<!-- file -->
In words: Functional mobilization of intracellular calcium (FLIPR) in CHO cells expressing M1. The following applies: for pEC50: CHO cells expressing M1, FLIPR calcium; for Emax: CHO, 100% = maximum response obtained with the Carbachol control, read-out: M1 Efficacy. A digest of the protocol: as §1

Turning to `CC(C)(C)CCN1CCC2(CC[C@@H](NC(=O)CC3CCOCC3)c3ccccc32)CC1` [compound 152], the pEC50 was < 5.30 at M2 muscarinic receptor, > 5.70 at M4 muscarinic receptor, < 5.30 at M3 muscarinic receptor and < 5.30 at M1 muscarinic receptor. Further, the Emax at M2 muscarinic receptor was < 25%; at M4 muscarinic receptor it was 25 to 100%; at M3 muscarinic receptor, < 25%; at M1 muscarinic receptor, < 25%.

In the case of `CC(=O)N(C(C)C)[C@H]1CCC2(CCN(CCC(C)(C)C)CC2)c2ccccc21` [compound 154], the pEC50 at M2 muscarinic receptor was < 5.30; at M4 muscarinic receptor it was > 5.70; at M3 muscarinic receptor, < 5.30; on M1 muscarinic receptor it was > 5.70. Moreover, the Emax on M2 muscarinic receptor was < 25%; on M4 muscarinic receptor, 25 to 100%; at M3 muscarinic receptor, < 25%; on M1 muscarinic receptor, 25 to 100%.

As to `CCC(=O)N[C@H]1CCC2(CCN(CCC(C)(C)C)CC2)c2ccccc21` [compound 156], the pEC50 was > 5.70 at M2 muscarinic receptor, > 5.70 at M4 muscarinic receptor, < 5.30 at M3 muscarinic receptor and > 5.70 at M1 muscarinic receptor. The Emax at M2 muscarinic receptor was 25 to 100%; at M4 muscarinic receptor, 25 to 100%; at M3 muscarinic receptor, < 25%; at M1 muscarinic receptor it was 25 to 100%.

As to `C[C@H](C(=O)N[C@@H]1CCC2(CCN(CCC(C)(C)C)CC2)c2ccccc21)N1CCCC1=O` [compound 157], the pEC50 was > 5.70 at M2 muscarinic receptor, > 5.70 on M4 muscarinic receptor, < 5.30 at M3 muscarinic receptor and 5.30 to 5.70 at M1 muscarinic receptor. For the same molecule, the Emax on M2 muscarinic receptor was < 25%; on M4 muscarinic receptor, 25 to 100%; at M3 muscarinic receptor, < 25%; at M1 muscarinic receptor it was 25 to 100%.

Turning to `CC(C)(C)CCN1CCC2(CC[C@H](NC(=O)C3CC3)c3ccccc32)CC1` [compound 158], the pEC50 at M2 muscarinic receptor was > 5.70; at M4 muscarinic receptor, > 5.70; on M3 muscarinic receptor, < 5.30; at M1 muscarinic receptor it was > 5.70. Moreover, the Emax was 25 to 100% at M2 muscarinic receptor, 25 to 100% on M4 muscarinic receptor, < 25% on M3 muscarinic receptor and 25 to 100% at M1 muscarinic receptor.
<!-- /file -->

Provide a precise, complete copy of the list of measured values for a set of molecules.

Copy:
In words: Functional mobilization of intracellular calcium (FLIPR) in CHO cells expressing M1. The following applies: for pEC50: CHO cells expressing M1, FLIPR calcium; for Emax: CHO, 100% = maximum response obtained with the Carbachol control, read-out: M1 Efficacy. A digest of the protocol: as §1

Turning to `CC(C)(C)CCN1CCC2(CC[C@@H](NC(=O)CC3CCOCC3)c3ccccc32)CC1` [compound 152], the pEC50 was < 5.30 at M2 muscarinic receptor, > 5.70 at M4 muscarinic receptor, < 5.30 at M3 muscarinic receptor and < 5.30 at M1 muscarinic receptor. Further, the Emax at M2 muscarinic receptor was < 25%; at M4 muscarinic receptor it was 25 to 100%; at M3 muscarinic receptor, < 25%; at M1 muscarinic receptor, < 25%.

In the case of `CC(=O)N(C(C)C)[C@H]1CCC2(CCN(CCC(C)(C)C)CC2)c2ccccc21` [compound 154], the pEC50 at M2 muscarinic receptor was < 5.30; at M4 muscarinic receptor it was > 5.70; at M3 muscarinic receptor, < 5.30; on M1 muscarinic receptor it was > 5.70. Moreover, the Emax on M2 muscarinic receptor was < 25%; on M4 muscarinic receptor, 25 to 100%; at M3 muscarinic receptor, < 25%; on M1 muscarinic receptor, 25 to 100%.

As to `CCC(=O)N[C@H]1CCC2(CCN(CCC(C)(C)C)CC2)c2ccccc21` [compound 156], the pEC50 was > 5.70 at M2 muscarinic receptor, > 5.70 at M4 muscarinic receptor, < 5.30 at M3 muscarinic receptor and > 5.70 at M1 muscarinic receptor. The Emax at M2 muscarinic receptor was 25 to 100%; at M4 muscarinic receptor, 25 to 100%; at M3 muscarinic receptor, < 25%; at M1 muscarinic receptor it was 25 to 100%.

As to `C[C@H](C(=O)N[C@@H]1CCC2(CCN(CCC(C)(C)C)CC2)c2ccccc21)N1CCCC1=O` [compound 157], the pEC50 was > 5.70 at M2 muscarinic receptor, > 5.70 on M4 muscarinic receptor, < 5.30 at M3 muscarinic receptor and 5.30 to 5.70 at M1 muscarinic receptor. For the same molecule, the Emax on M2 muscarinic receptor was < 25%; on M4 muscarinic receptor, 25 to 100%; at M3 muscarinic receptor, < 25%; at M1 muscarinic receptor it was 25 to 100%.

Turning to `CC(C)(C)CCN1CCC2(CC[C@H](NC(=O)C3CC3)c3ccccc32)CC1` [compound 158], the pEC50 at M2 muscarinic receptor was > 5.70; at M4 muscarinic receptor, > 5.70; on M3 muscarinic receptor, < 5.30; at M1 muscarinic receptor it was > 5.70. Moreover, the Emax was 25 to 100% at M2 muscarinic receptor, 25 to 100% on M4 muscarinic receptor, < 25% on M3 muscarinic receptor and 25 to 100% at M1 muscarinic receptor.